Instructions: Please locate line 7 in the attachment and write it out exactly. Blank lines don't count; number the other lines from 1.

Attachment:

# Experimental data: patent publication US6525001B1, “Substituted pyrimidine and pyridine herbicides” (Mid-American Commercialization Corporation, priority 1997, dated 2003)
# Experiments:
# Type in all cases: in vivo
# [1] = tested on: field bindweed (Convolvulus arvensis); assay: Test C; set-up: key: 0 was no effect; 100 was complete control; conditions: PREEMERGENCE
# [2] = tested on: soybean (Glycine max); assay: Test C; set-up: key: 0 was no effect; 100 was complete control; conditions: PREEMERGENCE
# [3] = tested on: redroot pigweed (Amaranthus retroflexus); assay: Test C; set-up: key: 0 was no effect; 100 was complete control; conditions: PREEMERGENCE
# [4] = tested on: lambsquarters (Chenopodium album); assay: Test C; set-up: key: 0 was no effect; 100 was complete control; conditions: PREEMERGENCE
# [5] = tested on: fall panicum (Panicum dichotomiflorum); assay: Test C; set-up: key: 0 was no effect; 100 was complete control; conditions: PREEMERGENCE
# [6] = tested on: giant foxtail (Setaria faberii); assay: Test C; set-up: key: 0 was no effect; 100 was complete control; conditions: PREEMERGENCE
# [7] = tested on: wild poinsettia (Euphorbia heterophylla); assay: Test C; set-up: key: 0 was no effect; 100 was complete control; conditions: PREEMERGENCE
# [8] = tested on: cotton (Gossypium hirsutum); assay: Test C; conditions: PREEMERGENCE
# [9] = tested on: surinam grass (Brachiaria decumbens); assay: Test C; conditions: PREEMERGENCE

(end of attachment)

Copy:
# [4] = tested on: lambsquarters (Chenopodium album); assay: Test C; set-up: key: 0 was no effect; 100 was complete control; conditions: PREEMERGENCE